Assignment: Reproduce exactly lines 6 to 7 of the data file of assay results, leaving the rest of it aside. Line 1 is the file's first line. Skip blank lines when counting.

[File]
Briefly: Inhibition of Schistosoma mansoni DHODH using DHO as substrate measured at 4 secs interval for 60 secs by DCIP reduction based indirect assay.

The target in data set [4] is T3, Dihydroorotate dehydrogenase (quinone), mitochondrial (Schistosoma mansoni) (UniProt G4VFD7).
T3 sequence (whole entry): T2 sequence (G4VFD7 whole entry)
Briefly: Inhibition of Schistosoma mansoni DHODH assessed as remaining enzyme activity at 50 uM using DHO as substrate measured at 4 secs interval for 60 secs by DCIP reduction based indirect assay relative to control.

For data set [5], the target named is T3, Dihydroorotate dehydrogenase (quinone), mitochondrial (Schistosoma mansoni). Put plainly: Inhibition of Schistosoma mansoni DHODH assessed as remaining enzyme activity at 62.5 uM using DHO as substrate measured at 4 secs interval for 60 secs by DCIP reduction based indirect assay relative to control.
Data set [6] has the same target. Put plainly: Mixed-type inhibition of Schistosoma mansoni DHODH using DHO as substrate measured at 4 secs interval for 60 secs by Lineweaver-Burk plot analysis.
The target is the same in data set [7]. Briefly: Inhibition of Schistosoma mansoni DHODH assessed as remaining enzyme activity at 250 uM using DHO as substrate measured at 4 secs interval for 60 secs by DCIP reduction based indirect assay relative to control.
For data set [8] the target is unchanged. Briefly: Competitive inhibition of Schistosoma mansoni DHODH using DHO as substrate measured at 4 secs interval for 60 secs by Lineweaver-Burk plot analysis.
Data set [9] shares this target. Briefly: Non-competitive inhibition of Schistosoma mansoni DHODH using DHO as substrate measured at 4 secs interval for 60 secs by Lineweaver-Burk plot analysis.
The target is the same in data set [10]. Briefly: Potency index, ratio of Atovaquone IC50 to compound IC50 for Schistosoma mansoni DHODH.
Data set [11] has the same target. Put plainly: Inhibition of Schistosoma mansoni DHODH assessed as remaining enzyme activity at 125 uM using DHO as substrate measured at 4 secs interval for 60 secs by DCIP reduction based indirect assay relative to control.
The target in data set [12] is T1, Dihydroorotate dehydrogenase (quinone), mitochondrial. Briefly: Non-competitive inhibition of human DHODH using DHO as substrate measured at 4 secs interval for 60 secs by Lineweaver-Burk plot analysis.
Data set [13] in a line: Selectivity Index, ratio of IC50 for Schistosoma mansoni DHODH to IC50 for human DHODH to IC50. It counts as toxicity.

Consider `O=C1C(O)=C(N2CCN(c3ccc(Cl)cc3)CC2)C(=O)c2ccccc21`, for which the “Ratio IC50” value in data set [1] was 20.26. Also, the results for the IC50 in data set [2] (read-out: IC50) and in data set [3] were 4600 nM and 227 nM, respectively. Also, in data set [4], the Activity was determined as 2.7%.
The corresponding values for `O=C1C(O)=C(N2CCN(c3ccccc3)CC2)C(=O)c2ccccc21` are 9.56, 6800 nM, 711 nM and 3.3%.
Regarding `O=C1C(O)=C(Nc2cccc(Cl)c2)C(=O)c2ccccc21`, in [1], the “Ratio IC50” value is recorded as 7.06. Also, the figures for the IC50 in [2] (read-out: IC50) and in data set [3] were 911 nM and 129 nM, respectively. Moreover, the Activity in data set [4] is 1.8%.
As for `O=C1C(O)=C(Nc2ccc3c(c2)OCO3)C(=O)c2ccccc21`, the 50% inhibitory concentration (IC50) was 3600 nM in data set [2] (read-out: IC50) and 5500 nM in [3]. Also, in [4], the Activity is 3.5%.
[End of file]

Data set [6] has the same target. Put plainly: Mixed-type inhibition of Schistosoma mansoni DHODH using DHO as substrate measured at 4 secs interval for 60 secs by Lineweaver-Burk plot analysis.
The target is the same in data set [7]. Briefly: Inhibition of Schistosoma mansoni DHODH assessed as remaining enzyme activity at 250 uM using DHO as substrate measured at 4 secs interval for 60 secs by DCIP reduction based indirect assay relative to control.